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Working in Gambia?

Join InterNations to meet other expats where you live and read more articles like Working in Gambia with relevant information for expats.

Tobias Karlsen

Living in the Gambia, from Norway

"Connecting Global Minds: What a fantastic idea! I've come to know so many warm-hearted expats via InterNations. Thanks!"

Mireille Auffret

Living in the Gambia, from Cameroon

"Gambia is very different from my native Cameroon. With InterNations I managed to settle quickly here in Banjul, my new home."

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Gambia at a Glance

Working in Gambia

The principal trade within Gambia is agricultural farming. However, there is also tourism trade and jobs exist in hospitality and other corporate organizations. Expatriates with English skills will also find work teaching in Gambia. Read on for more valuable information, from job hunting to taxes.

Economic Overview

The main economic output of Gambia is agricultural, accounting for about 30% of the GDP and employing roughly 70% of the labor force. The key exports are nuts, including Brazil nuts, cashews and coconuts, but mainly peanuts and peanut oil, also known as groundnut oil. Other crops include tea, dates, figs, pineapples, avocados, guavas and citrus fruits. Farming of livestock and fishing are also relevant, along with some basic manufacturing of clothing, toiletries and other food and drink products. Gambia has trade relations with the UK, Europe, the United States, Senegal and Japan.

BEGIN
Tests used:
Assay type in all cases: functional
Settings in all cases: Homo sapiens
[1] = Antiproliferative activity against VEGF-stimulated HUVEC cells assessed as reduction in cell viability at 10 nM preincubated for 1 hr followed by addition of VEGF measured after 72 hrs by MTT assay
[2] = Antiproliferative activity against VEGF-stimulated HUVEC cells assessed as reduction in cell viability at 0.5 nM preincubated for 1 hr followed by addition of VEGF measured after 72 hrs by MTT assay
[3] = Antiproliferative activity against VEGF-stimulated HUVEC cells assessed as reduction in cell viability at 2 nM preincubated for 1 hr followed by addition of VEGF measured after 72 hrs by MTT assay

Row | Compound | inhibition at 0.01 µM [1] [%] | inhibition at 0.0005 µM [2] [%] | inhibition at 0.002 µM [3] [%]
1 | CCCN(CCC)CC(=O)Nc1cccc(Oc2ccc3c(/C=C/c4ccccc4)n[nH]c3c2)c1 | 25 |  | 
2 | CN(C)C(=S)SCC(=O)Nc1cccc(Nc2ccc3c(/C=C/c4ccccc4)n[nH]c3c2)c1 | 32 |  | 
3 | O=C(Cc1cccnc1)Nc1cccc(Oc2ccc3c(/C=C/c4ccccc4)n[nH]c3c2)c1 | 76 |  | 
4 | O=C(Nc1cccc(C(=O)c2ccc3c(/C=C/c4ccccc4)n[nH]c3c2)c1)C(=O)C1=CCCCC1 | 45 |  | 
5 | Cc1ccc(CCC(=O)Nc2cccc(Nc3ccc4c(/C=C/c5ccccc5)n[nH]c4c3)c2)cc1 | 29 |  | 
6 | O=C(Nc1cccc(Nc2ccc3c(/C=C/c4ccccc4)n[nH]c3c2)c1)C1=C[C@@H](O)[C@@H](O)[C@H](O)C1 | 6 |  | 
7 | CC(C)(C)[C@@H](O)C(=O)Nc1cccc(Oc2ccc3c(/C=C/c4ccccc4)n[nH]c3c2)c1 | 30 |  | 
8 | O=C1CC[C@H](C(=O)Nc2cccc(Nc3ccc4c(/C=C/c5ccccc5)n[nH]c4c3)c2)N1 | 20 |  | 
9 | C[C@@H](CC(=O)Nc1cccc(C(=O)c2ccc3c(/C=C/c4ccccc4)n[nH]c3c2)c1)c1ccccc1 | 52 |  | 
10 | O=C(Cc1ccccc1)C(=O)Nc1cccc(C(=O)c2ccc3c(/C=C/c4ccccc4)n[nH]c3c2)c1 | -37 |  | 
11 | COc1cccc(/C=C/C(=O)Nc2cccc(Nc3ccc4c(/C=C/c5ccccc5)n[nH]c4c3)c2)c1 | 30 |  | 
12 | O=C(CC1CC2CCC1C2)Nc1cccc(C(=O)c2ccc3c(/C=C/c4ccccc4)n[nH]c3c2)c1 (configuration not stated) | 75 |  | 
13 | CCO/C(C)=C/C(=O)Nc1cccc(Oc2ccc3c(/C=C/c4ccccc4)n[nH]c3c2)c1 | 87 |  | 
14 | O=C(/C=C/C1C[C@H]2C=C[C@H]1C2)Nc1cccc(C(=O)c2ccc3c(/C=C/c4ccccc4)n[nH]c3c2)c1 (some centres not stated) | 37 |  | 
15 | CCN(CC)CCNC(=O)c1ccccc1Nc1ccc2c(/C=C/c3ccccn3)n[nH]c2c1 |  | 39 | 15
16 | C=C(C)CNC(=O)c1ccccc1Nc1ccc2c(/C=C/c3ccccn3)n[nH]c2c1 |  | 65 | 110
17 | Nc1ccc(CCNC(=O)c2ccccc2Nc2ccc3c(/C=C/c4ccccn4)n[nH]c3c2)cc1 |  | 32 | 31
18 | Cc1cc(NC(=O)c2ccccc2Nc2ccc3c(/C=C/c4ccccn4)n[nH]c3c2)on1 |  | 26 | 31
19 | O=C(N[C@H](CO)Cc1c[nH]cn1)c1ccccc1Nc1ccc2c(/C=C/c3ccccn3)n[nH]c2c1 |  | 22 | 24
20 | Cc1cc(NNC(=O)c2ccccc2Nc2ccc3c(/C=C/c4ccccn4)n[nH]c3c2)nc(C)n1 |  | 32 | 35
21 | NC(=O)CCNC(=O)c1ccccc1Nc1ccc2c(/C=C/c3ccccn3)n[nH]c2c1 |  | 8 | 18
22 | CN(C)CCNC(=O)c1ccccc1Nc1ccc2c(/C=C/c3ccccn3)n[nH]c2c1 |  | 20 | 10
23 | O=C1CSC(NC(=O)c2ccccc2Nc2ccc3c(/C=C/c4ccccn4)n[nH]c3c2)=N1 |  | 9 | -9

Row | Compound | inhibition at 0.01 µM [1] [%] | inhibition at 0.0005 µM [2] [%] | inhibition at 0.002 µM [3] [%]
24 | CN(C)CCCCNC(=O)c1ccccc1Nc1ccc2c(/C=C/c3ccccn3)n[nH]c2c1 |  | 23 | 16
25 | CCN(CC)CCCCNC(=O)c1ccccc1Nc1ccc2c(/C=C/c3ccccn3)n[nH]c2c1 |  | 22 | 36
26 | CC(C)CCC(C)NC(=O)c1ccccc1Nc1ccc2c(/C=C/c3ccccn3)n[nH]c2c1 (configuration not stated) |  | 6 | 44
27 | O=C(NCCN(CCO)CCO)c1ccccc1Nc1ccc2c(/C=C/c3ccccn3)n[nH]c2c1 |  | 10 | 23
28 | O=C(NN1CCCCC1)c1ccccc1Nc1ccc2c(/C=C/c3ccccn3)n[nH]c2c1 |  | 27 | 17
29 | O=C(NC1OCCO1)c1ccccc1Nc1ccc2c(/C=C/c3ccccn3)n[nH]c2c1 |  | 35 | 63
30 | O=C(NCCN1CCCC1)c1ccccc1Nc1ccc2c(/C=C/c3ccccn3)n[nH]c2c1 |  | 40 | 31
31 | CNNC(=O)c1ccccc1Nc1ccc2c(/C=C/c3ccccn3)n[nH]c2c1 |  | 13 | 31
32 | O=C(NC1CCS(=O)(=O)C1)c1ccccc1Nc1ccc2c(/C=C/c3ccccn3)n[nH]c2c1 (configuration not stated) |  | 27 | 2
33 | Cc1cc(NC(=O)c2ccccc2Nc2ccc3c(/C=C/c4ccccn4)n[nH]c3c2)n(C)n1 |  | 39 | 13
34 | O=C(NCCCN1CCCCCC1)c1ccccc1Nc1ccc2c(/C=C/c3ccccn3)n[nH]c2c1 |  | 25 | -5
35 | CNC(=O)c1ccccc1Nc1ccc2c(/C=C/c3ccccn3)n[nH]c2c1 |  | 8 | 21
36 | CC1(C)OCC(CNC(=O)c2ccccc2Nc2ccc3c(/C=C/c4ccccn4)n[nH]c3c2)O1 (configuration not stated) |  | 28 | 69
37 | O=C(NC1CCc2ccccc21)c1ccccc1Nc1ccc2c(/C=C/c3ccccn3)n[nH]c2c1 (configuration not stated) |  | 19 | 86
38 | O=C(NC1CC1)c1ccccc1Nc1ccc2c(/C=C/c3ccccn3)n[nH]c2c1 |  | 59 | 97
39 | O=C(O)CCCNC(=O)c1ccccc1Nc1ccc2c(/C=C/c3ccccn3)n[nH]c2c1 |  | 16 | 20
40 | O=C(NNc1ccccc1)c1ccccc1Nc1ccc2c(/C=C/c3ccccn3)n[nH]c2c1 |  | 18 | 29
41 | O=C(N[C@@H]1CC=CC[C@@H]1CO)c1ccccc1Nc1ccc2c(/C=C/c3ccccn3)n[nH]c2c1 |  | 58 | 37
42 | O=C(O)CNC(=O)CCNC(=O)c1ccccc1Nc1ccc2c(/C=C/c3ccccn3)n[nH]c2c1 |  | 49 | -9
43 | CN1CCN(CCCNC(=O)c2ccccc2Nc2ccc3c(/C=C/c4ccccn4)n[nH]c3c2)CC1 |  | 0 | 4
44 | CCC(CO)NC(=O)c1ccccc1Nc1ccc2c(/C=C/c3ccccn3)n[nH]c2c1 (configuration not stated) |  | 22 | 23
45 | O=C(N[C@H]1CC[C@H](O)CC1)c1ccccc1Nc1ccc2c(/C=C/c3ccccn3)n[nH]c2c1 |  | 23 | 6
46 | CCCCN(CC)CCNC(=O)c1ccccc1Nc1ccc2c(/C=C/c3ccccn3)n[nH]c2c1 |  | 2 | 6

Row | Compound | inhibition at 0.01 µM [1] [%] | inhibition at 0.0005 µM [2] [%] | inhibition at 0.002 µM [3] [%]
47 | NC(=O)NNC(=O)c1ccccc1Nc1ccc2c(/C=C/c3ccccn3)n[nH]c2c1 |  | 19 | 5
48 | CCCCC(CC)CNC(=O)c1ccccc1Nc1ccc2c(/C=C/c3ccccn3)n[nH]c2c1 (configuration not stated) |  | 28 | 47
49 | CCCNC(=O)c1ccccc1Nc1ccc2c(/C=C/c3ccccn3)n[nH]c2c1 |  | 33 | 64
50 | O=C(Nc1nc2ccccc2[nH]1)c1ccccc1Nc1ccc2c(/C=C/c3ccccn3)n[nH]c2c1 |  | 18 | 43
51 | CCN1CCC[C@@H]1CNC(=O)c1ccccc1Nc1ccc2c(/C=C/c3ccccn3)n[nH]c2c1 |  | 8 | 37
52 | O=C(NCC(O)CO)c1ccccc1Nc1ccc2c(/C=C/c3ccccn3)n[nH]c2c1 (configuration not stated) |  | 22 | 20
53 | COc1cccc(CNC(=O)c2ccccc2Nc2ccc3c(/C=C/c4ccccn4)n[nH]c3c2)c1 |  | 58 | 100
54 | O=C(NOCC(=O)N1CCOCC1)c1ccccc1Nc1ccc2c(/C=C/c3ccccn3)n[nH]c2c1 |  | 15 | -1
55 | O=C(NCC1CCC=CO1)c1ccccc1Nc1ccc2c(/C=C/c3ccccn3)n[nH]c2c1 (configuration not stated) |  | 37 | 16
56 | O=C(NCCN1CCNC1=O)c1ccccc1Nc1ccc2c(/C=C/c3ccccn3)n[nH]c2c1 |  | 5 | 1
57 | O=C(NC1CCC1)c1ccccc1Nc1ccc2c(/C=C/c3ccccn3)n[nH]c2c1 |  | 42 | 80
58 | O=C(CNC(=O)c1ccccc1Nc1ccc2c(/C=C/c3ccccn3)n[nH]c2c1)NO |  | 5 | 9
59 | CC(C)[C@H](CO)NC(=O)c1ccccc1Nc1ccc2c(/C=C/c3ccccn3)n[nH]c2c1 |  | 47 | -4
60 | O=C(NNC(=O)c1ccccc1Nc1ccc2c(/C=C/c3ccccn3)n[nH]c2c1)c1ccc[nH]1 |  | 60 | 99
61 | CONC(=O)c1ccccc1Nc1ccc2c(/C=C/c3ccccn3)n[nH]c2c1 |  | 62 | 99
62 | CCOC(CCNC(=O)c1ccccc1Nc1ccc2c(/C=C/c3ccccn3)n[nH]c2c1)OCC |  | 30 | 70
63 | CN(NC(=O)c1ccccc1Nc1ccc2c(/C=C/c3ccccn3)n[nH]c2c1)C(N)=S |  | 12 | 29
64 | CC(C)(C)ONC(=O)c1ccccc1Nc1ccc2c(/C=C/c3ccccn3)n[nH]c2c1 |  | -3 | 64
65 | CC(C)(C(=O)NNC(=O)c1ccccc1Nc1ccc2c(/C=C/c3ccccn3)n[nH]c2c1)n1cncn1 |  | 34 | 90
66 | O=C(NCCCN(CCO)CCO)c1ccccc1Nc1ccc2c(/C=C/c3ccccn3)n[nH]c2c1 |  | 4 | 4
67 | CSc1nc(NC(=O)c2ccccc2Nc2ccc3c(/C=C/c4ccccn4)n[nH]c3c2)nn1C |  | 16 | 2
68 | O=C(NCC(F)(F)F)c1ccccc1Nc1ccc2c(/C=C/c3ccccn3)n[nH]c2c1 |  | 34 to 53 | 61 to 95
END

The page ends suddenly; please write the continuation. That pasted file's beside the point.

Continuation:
Job Hunting in Gambia

There are a number of resources available for expatriates who wish to begin working in Gambia. A great place to start the job search is online, with websites such as and Career Jet offering job vacancies to apply for, in industries including tourism, hospitality, human resources and IT. English speakers can also pick up jobs in teaching, so expats with a TEFL qualification will benefit. In order to begin working in Gambia, an expat will need a residency permit. It is a good idea to keep this permit and ID card to hand at all times.

Taxation in Gambia

The maximum percentage of income tax for individuals was downgraded from 35% to 30% in 2013. The income tax brackets are as follows:

Corporation tax is payable based on whichever is higher; 32% of chargeable profit or 1.5% of the total income for that tax year. There is a penalty for companies that are not audited of an increase to 2.5% of the company’s total income. Corporation income tax is payable by the quarter and a corporate income tax return is expected by 31 March each year. Both corporations and individuals are subject to capital gains tax, on the disposal of an asset. For individuals, this stands at 15% of the capital gain or 5% of the consideration received.

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